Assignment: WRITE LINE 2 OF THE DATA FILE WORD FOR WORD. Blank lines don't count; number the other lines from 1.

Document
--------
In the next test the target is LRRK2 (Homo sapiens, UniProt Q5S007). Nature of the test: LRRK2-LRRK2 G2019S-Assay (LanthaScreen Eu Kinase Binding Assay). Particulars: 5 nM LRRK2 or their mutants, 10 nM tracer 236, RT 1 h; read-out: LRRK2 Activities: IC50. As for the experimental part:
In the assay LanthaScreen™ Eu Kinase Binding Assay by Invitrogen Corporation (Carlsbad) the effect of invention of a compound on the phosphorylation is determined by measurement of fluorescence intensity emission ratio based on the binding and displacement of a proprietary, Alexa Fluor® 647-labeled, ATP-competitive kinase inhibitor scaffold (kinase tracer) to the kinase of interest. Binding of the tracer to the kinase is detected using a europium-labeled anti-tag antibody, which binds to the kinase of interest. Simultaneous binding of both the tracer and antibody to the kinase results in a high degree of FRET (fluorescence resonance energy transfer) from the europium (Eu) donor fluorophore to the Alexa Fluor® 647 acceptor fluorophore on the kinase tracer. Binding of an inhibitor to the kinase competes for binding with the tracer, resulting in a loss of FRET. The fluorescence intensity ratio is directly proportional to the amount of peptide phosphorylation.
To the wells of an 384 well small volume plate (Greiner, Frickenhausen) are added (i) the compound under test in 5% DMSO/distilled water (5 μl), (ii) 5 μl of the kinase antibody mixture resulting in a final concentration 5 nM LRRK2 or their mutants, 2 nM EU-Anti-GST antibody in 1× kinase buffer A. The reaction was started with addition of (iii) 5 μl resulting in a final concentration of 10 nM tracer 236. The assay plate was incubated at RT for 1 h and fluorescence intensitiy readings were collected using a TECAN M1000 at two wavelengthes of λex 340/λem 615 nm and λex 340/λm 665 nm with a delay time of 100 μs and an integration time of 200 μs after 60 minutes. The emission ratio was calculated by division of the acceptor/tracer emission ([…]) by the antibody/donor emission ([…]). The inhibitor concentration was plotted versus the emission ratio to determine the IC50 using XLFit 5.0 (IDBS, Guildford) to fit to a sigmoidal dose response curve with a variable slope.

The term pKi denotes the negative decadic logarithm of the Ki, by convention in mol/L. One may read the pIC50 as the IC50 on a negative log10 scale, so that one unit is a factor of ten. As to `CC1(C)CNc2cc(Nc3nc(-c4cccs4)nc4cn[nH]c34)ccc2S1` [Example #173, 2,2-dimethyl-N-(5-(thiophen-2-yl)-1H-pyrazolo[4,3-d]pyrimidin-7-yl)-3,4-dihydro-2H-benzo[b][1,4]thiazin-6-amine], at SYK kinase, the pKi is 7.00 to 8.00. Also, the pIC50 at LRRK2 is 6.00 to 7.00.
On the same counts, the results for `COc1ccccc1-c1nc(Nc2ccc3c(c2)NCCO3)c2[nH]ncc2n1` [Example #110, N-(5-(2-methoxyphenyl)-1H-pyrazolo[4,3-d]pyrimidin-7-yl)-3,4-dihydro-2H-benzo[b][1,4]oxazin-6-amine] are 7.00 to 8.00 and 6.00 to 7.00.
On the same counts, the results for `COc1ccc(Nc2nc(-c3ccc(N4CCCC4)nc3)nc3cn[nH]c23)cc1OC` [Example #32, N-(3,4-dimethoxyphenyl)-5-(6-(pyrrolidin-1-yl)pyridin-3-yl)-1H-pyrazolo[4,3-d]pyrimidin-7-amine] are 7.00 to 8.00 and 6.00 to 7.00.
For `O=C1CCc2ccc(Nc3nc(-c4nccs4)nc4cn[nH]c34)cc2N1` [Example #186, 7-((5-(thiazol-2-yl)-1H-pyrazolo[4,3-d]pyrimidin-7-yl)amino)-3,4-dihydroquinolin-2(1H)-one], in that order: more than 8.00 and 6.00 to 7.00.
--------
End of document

In the assay LanthaScreen™ Eu Kinase Binding Assay by Invitrogen Corporation (Carlsbad) the effect of invention of a compound on the phosphorylation is determined by measurement of fluorescence intensity emission ratio based on the binding and displacement of a proprietary, Alexa Fluor® 647-labeled, ATP-competitive kinase inhibitor scaffold (kinase tracer) to the kinase of interest. Binding of the tracer to the kinase is detected using a europium-labeled anti-tag antibody, which binds to the kinase of interest. Simultaneous binding of both the tracer and antibody to the kinase results in a high degree of FRET (fluorescence resonance energy transfer) from the europium (Eu) donor fluorophore to the Alexa Fluor® 647 acceptor fluorophore on the kinase tracer. Binding of an inhibitor to the kinase competes for binding with the tracer, resulting in a loss of FRET. The fluorescence intensity ratio is directly proportional to the amount of peptide phosphorylation.